Faculty and Scholarship

College of Law faculty are excellent teachers, scholars, and practitioners. Their influential and well-respected scholarship is placed in some of the most esteemed law publications in the nation.

Scholarship spotlight

Our professors are exceptional teachers, and they’re also highly respected scholars whose interests cover a variety of legal topics.

They are engaged in learning and lead their students by example, regularly publishing articles in prestigious national journals. Our faculty are sought after both nationally and internationally level to provide their perspectives on current legal issues.

Their expertise enriches the classroom experience for University of Tennessee College of Law students.

Wendy Bach

In 2013, state legislators sitting at the heart of America’s opiate epidemic created the crime of fetal assault. Although they offered a fairly standard series of criminologic rationales to justify the legislation, they also posited that the creation of this crime was a precondition to secure treatment (or care) resources for women addicted to opiates. This article argues that rather than continuing to prosecute poverty and criminalize care, we must reconceptualize the problem far more broadly and turn to programs that heal both families and communities.

Prosecuting Poverty, Criminalizing Care, 60 William & Mary Law Review 809 (2019).

Isaac "Zack" Buck

As it approaches its tenth birthday, the Patient Protection and Affordable Care Act (ACA) is devolving. Intended to solve problems that had vexed American health care for generations, the ACA built a comprehensive structure by providing more Americans with accessible health insurance, reordering the private insurance market, expanding and reconfiguring Medicaid, and installing rational incentives into America’s health care enterprise. Without question, it was the most important piece of health care legislation since the mid-1960s. However, over its short lifespan, the ACA has faced persistent practical, popular, and policy-based challenges.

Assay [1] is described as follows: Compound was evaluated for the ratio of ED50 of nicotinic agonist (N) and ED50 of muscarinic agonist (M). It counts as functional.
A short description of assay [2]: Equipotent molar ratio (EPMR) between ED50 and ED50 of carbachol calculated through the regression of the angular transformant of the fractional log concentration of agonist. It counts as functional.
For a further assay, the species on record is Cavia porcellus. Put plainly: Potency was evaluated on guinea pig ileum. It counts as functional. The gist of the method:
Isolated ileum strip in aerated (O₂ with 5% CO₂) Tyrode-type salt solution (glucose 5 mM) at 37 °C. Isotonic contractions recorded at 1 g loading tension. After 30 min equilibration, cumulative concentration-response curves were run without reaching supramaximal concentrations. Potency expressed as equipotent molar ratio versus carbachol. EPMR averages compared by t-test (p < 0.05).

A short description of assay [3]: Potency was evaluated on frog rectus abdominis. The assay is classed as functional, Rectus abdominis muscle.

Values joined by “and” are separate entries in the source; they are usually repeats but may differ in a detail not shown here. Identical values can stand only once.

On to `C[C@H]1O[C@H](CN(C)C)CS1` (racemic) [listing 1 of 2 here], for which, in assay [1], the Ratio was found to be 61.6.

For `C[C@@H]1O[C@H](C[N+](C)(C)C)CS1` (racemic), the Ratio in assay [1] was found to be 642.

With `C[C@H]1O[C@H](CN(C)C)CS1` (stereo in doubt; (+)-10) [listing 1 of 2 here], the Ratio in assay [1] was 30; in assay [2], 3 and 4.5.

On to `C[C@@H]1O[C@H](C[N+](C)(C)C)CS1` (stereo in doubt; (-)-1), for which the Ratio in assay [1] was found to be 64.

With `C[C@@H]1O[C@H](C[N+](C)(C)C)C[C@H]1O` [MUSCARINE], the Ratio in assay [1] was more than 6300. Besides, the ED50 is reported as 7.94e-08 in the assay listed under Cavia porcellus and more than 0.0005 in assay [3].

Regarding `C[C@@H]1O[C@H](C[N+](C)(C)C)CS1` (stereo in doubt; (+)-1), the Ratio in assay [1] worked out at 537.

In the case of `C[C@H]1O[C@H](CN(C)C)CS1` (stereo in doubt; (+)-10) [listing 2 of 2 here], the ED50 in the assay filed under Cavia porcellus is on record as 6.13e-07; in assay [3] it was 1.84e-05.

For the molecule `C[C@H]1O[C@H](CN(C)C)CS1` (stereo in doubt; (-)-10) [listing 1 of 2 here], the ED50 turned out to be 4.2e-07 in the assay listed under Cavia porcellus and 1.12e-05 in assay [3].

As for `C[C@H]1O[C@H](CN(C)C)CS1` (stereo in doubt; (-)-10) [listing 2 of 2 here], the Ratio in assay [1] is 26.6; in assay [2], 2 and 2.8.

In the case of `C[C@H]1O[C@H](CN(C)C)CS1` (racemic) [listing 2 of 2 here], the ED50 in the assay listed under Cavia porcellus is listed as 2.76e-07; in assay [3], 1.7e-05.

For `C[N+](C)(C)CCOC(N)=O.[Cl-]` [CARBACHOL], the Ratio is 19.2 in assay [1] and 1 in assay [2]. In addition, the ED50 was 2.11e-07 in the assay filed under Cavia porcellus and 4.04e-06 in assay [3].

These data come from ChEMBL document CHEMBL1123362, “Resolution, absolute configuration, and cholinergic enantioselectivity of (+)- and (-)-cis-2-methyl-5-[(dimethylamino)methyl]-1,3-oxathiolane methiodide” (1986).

Affording Obamacare, 71 Hastings Law Journal__ (forthcoming 2020).

Wendy Bach

In 2013, state legislators sitting at the heart of America’s opiate epidemic created the crime of fetal assault. Although they offered a fairly standard series of criminologic rationales to justify the legislation, they also posited that the creation of this crime was a precondition to secure treatment (or care) resources for women addicted to opiates. This article argues that rather than continuing to prosecute poverty and criminalize care, we must reconceptualize the problem far more broadly and turn to programs that heal both families and communities.

Prosecuting Poverty, Criminalizing Care, 60 William & Mary Law Review 809 (2019).

Isaac "Zack" Buck

As it approaches its tenth birthday, the Patient Protection and Affordable Care Act (ACA) is devolving. Intended to solve problems that had vexed American health care for generations, the ACA built a comprehensive structure by providing more Americans with accessible health insurance, reordering the private insurance market, expanding and reconfiguring Medicaid, and installing rational incentives into America’s health care enterprise. Without question, it was the most important piece of health care legislation since the mid-1960s. However, over its short lifespan, the ACA has faced persistent practical, popular, and policy-based challenges.

Affording Obamacare, 71 Hastings Law Journal__ (forthcoming 2020).

Meet our faculty

Hear the views of some of our experienced faculty on leadership, scholarship, and what students can expect in the classroom